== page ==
Our aim was to explore cultural differences in creativity by examining the role of the lIFG using tDCS. We hypothesized that inhibition of the lIFG using cathodal stimulation will enhance creativity by decreasing evaluation stringency.
We compared Israeli and Japanese students on their creativity level. Creativity was measured by AUT (Guilford, 1978). Evaluation was measured by a new task; evaluating the appropriateness of ideas generated by others. Israelis were more creative and evaluated others’ ideas as more appropriate compared to Japanese.
Then, we recruited 30 Japanese students and divided them into two groups (Anodal/Cathodal). Each participant underwent the experiment twice: under stimulation and under sham.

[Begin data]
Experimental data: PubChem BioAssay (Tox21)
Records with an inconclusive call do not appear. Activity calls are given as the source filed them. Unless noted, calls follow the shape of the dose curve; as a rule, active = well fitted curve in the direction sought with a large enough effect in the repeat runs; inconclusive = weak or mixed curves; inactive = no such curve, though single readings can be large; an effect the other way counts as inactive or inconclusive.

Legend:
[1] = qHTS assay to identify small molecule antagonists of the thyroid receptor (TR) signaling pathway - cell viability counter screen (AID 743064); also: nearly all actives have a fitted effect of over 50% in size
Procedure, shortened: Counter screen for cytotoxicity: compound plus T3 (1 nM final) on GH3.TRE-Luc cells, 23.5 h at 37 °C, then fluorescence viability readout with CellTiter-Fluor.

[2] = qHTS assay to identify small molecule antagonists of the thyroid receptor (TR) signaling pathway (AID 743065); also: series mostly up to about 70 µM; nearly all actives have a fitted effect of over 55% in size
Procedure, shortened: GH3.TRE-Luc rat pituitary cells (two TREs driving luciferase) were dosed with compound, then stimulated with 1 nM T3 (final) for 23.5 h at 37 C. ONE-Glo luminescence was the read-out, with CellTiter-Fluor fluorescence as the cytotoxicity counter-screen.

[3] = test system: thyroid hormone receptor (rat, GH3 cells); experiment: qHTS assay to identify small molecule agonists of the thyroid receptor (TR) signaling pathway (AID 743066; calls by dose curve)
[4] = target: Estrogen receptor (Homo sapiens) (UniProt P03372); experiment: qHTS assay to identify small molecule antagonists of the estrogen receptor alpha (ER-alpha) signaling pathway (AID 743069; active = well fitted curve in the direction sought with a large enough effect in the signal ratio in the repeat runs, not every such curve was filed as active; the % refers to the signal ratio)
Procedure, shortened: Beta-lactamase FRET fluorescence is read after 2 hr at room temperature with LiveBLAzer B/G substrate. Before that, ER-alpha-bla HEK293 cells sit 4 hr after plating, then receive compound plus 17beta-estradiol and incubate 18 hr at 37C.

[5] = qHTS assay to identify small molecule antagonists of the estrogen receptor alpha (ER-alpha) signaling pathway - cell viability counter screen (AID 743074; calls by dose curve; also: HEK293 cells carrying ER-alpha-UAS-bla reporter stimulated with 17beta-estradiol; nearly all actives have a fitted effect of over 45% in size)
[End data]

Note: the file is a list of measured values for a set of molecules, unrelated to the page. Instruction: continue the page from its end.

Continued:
Significant differences were found in both tasks: Anodal stimulation decreased creativity and the rating of appropriateness compared to sham, while Cathodal stimulation increased both, indicating less stringent evaluation.
Thus, temporary inhibition of the evaluation network may influence creativity.
Tal Ivancovsky, University of Haifa, Israel Jenny Kurman, University of Haifa, Israel Hiroaki Morio, Kansai University, Japan Simone Shamay Tsoory, University of Haifa, Israel